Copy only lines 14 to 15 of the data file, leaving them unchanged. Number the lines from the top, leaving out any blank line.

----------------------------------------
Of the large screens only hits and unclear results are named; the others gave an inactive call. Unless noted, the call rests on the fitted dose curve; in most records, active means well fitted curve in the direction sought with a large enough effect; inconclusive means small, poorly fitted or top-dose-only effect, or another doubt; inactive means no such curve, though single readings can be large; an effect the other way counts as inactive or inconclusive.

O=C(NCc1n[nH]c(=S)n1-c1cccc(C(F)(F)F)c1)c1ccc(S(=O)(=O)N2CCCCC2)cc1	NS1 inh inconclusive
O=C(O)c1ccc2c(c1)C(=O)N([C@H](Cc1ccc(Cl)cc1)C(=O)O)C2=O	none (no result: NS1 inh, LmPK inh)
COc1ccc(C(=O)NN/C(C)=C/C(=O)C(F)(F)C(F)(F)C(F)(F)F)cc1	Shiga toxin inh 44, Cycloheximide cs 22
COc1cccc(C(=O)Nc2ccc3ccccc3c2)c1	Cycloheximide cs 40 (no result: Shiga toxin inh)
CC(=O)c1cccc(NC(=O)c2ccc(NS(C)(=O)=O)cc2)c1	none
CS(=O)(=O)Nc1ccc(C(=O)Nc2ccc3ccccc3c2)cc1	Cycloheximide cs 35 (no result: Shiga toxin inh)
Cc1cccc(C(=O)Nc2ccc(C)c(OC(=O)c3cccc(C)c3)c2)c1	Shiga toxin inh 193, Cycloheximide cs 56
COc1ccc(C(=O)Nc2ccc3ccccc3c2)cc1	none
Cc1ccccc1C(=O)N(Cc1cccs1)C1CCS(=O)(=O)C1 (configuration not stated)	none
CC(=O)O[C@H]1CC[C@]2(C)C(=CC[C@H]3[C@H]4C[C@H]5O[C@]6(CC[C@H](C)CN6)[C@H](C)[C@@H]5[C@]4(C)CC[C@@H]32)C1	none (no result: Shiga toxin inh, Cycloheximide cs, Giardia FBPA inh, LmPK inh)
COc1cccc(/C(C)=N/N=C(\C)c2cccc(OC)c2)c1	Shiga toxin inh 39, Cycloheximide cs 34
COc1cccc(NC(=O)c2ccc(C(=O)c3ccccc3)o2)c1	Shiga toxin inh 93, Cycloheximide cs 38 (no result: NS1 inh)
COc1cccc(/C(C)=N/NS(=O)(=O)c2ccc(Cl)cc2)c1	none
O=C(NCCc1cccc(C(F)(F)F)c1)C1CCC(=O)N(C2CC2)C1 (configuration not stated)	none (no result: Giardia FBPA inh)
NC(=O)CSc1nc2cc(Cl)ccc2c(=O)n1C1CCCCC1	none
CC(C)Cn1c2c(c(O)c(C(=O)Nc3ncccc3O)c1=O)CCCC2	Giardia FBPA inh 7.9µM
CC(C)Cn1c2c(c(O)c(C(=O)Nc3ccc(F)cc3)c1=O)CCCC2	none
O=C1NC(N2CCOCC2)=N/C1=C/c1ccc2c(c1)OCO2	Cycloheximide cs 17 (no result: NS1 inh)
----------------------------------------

COc1cccc(/C(C)=N/NS(=O)(=O)c2ccc(Cl)cc2)c1	none
O=C(NCCc1cccc(C(F)(F)F)c1)C1CCC(=O)N(C2CC2)C1 (configuration not stated)	none (no result: Giardia FBPA inh)